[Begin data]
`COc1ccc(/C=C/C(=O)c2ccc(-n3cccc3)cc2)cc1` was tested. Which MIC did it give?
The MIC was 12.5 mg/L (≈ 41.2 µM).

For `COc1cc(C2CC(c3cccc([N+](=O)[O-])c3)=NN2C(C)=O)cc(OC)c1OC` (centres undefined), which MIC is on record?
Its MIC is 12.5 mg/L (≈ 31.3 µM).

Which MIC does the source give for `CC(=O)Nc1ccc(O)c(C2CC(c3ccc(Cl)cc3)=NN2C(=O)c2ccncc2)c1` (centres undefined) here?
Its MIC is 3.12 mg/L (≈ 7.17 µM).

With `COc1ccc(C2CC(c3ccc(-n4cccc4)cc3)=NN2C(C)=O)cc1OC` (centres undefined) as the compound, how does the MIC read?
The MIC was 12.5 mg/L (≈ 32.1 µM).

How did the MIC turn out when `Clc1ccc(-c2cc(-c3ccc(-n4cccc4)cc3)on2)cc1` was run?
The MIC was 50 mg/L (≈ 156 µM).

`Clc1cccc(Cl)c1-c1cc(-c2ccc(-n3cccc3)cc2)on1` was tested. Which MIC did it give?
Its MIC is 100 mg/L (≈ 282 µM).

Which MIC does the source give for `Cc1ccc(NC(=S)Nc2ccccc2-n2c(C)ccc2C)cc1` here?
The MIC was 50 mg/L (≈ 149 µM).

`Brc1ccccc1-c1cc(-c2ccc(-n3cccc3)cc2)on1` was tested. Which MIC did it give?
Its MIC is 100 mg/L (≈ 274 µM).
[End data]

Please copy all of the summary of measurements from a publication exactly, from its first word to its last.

`COc1ccc(/C=C/C(=O)c2ccc(-n3cccc3)cc2)cc1` was tested. Which MIC did it give?
The MIC was 12.5 mg/L (≈ 41.2 µM).

For `COc1cc(C2CC(c3cccc([N+](=O)[O-])c3)=NN2C(C)=O)cc(OC)c1OC` (centres undefined), which MIC is on record?
Its MIC is 12.5 mg/L (≈ 31.3 µM).

Which MIC does the source give for `CC(=O)Nc1ccc(O)c(C2CC(c3ccc(Cl)cc3)=NN2C(=O)c2ccncc2)c1` (centres undefined) here?
Its MIC is 3.12 mg/L (≈ 7.17 µM).

With `COc1ccc(C2CC(c3ccc(-n4cccc4)cc3)=NN2C(C)=O)cc1OC` (centres undefined) as the compound, how does the MIC read?
The MIC was 12.5 mg/L (≈ 32.1 µM).

How did the MIC turn out when `Clc1ccc(-c2cc(-c3ccc(-n4cccc4)cc3)on2)cc1` was run?
The MIC was 50 mg/L (≈ 156 µM).

`Clc1cccc(Cl)c1-c1cc(-c2ccc(-n3cccc3)cc2)on1` was tested. Which MIC did it give?
Its MIC is 100 mg/L (≈ 282 µM).

Which MIC does the source give for `Cc1ccc(NC(=S)Nc2ccccc2-n2c(C)ccc2C)cc1` here?
The MIC was 50 mg/L (≈ 149 µM).

`Brc1ccccc1-c1cc(-c2ccc(-n3cccc3)cc2)on1` was tested. Which MIC did it give?
Its MIC is 100 mg/L (≈ 274 µM).